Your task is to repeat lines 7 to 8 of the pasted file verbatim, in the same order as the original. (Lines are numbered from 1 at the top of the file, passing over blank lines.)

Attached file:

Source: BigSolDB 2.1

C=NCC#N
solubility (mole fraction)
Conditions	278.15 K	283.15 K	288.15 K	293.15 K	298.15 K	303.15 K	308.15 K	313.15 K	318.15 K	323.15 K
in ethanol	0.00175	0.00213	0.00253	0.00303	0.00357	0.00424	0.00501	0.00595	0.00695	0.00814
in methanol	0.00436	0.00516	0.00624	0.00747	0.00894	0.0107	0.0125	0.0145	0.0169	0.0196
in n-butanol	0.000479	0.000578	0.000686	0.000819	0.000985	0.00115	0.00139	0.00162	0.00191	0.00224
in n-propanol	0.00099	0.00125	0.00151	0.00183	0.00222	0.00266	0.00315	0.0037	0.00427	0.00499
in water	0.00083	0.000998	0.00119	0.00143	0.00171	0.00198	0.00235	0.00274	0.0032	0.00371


in n-butanol	0.000479	0.000578	0.000686	0.000819	0.000985	0.00115	0.00139	0.00162	0.00191	0.00224
in n-propanol	0.00099	0.00125	0.00151	0.00183	0.00222	0.00266	0.00315	0.0037	0.00427	0.00499